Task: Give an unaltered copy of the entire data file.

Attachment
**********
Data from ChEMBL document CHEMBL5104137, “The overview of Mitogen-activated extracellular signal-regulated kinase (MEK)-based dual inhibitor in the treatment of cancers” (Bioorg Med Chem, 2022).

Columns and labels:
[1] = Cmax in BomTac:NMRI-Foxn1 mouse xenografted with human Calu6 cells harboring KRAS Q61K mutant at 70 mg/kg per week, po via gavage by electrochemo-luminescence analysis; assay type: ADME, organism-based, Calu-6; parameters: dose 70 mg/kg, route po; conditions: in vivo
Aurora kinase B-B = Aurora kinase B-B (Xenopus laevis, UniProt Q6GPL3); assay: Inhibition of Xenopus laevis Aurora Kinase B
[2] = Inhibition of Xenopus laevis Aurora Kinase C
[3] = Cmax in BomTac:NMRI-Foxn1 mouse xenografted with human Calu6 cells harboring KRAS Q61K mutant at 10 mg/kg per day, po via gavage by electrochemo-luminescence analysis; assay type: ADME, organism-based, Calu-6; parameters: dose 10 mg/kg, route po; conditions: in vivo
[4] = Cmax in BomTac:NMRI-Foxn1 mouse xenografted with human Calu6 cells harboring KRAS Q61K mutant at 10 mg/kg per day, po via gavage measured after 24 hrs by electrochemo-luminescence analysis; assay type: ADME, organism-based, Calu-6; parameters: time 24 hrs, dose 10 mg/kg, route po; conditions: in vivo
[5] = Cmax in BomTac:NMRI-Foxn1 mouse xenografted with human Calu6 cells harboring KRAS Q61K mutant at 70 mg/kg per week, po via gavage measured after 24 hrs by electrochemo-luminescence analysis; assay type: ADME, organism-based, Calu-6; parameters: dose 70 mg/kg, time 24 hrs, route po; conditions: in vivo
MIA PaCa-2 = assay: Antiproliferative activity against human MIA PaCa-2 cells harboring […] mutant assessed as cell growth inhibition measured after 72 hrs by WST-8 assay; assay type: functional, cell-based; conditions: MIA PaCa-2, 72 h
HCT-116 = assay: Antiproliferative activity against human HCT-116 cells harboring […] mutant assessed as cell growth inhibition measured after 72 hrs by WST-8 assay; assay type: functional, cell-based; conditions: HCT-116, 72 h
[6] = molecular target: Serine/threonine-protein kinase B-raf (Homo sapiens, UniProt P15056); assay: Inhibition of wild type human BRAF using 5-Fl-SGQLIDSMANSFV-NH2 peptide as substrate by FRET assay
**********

Data from ChEMBL document CHEMBL5104137, “The overview of Mitogen-activated extracellular signal-regulated kinase (MEK)-based dual inhibitor in the treatment of cancers” (Bioorg Med Chem, 2022).

Columns and labels:
[1] = Cmax in BomTac:NMRI-Foxn1 mouse xenografted with human Calu6 cells harboring KRAS Q61K mutant at 70 mg/kg per week, po via gavage by electrochemo-luminescence analysis; assay type: ADME, organism-based, Calu-6; parameters: dose 70 mg/kg, route po; conditions: in vivo
Aurora kinase B-B = Aurora kinase B-B (Xenopus laevis, UniProt Q6GPL3); assay: Inhibition of Xenopus laevis Aurora Kinase B
[2] = Inhibition of Xenopus laevis Aurora Kinase C
[3] = Cmax in BomTac:NMRI-Foxn1 mouse xenografted with human Calu6 cells harboring KRAS Q61K mutant at 10 mg/kg per day, po via gavage by electrochemo-luminescence analysis; assay type: ADME, organism-based, Calu-6; parameters: dose 10 mg/kg, route po; conditions: in vivo
[4] = Cmax in BomTac:NMRI-Foxn1 mouse xenografted with human Calu6 cells harboring KRAS Q61K mutant at 10 mg/kg per day, po via gavage measured after 24 hrs by electrochemo-luminescence analysis; assay type: ADME, organism-based, Calu-6; parameters: time 24 hrs, dose 10 mg/kg, route po; conditions: in vivo
[5] = Cmax in BomTac:NMRI-Foxn1 mouse xenografted with human Calu6 cells harboring KRAS Q61K mutant at 70 mg/kg per week, po via gavage measured after 24 hrs by electrochemo-luminescence analysis; assay type: ADME, organism-based, Calu-6; parameters: dose 70 mg/kg, time 24 hrs, route po; conditions: in vivo
MIA PaCa-2 = assay: Antiproliferative activity against human MIA PaCa-2 cells harboring […] mutant assessed as cell growth inhibition measured after 72 hrs by WST-8 assay; assay type: functional, cell-based; conditions: MIA PaCa-2, 72 h
HCT-116 = assay: Antiproliferative activity against human HCT-116 cells harboring […] mutant assessed as cell growth inhibition measured after 72 hrs by WST-8 assay; assay type: functional, cell-based; conditions: HCT-116, 72 h
[6] = molecular target: Serine/threonine-protein kinase B-raf (Homo sapiens, UniProt P15056); assay: Inhibition of wild type human BRAF using 5-Fl-SGQLIDSMANSFV-NH2 peptide as substrate by FRET assay